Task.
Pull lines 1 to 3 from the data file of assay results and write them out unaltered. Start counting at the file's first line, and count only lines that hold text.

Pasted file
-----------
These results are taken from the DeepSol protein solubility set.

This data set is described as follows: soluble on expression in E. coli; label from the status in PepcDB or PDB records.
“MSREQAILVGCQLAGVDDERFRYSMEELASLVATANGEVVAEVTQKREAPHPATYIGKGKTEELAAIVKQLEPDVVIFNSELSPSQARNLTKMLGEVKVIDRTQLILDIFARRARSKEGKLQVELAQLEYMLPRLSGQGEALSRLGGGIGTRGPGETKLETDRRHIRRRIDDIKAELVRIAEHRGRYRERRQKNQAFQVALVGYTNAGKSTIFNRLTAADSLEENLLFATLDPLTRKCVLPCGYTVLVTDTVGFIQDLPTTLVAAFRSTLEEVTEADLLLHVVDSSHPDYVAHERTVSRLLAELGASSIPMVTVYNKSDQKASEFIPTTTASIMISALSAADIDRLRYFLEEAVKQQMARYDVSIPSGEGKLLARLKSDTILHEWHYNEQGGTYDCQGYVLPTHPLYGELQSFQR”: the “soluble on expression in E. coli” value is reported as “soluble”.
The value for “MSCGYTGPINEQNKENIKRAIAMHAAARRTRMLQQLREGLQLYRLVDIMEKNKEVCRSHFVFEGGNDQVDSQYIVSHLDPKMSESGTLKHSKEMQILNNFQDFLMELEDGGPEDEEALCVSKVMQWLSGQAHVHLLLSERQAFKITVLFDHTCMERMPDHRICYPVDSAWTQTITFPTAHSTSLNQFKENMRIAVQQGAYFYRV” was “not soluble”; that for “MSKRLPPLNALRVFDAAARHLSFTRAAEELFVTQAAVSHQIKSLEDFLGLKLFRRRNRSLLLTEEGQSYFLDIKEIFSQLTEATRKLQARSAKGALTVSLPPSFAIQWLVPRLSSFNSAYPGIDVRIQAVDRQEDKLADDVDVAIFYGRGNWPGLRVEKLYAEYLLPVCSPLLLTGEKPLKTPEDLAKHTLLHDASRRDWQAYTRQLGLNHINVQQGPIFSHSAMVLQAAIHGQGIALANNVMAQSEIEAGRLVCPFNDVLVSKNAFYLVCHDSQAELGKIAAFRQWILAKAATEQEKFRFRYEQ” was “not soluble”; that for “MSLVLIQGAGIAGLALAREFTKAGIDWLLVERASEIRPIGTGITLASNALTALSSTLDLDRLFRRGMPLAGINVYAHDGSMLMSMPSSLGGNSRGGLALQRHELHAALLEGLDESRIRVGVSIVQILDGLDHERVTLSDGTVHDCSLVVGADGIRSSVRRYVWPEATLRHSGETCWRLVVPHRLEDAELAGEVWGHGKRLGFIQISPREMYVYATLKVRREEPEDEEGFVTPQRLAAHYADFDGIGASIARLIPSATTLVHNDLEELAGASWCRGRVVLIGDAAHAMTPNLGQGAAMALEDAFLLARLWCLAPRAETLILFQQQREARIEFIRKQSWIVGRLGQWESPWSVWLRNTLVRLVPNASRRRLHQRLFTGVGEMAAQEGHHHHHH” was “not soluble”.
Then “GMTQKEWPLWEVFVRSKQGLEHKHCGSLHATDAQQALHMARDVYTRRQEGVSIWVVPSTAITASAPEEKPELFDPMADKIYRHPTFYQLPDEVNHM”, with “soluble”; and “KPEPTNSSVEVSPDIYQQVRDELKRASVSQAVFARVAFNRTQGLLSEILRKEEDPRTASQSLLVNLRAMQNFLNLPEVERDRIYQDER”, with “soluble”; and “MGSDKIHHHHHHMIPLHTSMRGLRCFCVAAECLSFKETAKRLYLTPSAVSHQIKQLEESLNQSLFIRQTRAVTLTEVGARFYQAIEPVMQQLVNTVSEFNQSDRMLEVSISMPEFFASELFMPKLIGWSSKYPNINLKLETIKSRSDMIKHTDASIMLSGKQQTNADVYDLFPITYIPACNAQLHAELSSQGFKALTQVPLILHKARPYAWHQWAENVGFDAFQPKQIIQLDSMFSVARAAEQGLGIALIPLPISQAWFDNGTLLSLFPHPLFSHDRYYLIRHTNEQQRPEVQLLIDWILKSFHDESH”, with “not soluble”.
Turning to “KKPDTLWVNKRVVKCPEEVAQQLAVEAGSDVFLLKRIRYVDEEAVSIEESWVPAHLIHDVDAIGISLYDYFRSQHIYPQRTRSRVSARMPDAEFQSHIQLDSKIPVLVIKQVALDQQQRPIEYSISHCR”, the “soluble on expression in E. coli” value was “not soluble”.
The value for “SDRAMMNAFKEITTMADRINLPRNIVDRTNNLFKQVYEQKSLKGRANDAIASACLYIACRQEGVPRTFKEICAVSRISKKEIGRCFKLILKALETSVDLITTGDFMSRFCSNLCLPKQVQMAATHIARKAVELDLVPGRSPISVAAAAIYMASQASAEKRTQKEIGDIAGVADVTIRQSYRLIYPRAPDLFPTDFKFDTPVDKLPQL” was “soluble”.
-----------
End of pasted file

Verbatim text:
These results are taken from the DeepSol protein solubility set.

This data set is described as follows: soluble on expression in E. coli; label from the status in PepcDB or PDB records.
“MSREQAILVGCQLAGVDDERFRYSMEELASLVATANGEVVAEVTQKREAPHPATYIGKGKTEELAAIVKQLEPDVVIFNSELSPSQARNLTKMLGEVKVIDRTQLILDIFARRARSKEGKLQVELAQLEYMLPRLSGQGEALSRLGGGIGTRGPGETKLETDRRHIRRRIDDIKAELVRIAEHRGRYRERRQKNQAFQVALVGYTNAGKSTIFNRLTAADSLEENLLFATLDPLTRKCVLPCGYTVLVTDTVGFIQDLPTTLVAAFRSTLEEVTEADLLLHVVDSSHPDYVAHERTVSRLLAELGASSIPMVTVYNKSDQKASEFIPTTTASIMISALSAADIDRLRYFLEEAVKQQMARYDVSIPSGEGKLLARLKSDTILHEWHYNEQGGTYDCQGYVLPTHPLYGELQSFQR”: the “soluble on expression in E. coli” value is reported as “soluble”.